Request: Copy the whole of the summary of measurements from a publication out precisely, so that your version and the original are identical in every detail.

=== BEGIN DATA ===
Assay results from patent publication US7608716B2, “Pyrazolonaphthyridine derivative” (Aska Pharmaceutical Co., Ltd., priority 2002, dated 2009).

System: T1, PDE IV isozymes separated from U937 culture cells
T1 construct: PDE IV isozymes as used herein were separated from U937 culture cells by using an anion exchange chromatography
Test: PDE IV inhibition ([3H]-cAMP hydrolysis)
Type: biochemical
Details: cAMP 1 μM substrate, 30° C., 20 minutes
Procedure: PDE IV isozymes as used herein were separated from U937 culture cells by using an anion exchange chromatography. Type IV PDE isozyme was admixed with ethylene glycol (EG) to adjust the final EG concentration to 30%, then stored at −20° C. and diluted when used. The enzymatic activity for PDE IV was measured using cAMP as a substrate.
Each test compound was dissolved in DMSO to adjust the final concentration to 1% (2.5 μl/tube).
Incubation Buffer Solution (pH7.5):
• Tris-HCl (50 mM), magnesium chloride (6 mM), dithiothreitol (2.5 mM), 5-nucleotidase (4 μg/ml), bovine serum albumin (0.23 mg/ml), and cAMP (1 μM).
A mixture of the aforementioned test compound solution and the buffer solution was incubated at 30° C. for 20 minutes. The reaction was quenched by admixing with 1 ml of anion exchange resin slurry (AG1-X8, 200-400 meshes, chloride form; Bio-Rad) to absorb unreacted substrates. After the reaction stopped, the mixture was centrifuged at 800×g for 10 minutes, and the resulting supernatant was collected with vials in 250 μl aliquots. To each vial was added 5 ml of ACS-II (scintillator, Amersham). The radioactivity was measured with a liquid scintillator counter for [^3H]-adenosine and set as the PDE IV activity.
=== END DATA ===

Assay results from patent publication US7608716B2, “Pyrazolonaphthyridine derivative” (Aska Pharmaceutical Co., Ltd., priority 2002, dated 2009).

System: T1, PDE IV isozymes separated from U937 culture cells
T1 construct: PDE IV isozymes as used herein were separated from U937 culture cells by using an anion exchange chromatography
Test: PDE IV inhibition ([3H]-cAMP hydrolysis)
Type: biochemical
Details: cAMP 1 μM substrate, 30° C., 20 minutes
Procedure: PDE IV isozymes as used herein were separated from U937 culture cells by using an anion exchange chromatography. Type IV PDE isozyme was admixed with ethylene glycol (EG) to adjust the final EG concentration to 30%, then stored at −20° C. and diluted when used. The enzymatic activity for PDE IV was measured using cAMP as a substrate.
Each test compound was dissolved in DMSO to adjust the final concentration to 1% (2.5 μl/tube).
Incubation Buffer Solution (pH7.5):
• Tris-HCl (50 mM), magnesium chloride (6 mM), dithiothreitol (2.5 mM), 5-nucleotidase (4 μg/ml), bovine serum albumin (0.23 mg/ml), and cAMP (1 μM).
A mixture of the aforementioned test compound solution and the buffer solution was incubated at 30° C. for 20 minutes. The reaction was quenched by admixing with 1 ml of anion exchange resin slurry (AG1-X8, 200-400 meshes, chloride form; Bio-Rad) to absorb unreacted substrates. After the reaction stopped, the mixture was centrifuged at 800×g for 10 minutes, and the resulting supernatant was collected with vials in 250 μl aliquots. To each vial was added 5 ml of ACS-II (scintillator, Amersham). The radioactivity was measured with a liquid scintillator counter for [^3H]-adenosine and set as the PDE IV activity.